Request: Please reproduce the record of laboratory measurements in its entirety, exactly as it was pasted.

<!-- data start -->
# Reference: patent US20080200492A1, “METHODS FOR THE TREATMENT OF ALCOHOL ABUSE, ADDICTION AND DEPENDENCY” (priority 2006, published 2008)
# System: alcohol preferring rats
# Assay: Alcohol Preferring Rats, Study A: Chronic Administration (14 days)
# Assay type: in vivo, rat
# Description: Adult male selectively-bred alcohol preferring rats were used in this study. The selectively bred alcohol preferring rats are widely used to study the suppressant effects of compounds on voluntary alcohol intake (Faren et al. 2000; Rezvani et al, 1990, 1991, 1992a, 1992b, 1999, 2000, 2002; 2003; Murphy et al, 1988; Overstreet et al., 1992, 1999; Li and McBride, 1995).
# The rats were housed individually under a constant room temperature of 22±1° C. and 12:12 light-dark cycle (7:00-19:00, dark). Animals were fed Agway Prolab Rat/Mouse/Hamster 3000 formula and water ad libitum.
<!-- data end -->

# Reference: patent US20080200492A1, “METHODS FOR THE TREATMENT OF ALCOHOL ABUSE, ADDICTION AND DEPENDENCY” (priority 2006, published 2008)
# System: alcohol preferring rats
# Assay: Alcohol Preferring Rats, Study A: Chronic Administration (14 days)
# Assay type: in vivo, rat
# Description: Adult male selectively-bred alcohol preferring rats were used in this study. The selectively bred alcohol preferring rats are widely used to study the suppressant effects of compounds on voluntary alcohol intake (Faren et al. 2000; Rezvani et al, 1990, 1991, 1992a, 1992b, 1999, 2000, 2002; 2003; Murphy et al, 1988; Overstreet et al., 1992, 1999; Li and McBride, 1995).
# The rats were housed individually under a constant room temperature of 22±1° C. and 12:12 light-dark cycle (7:00-19:00, dark). Animals were fed Agway Prolab Rat/Mouse/Hamster 3000 formula and water ad libitum.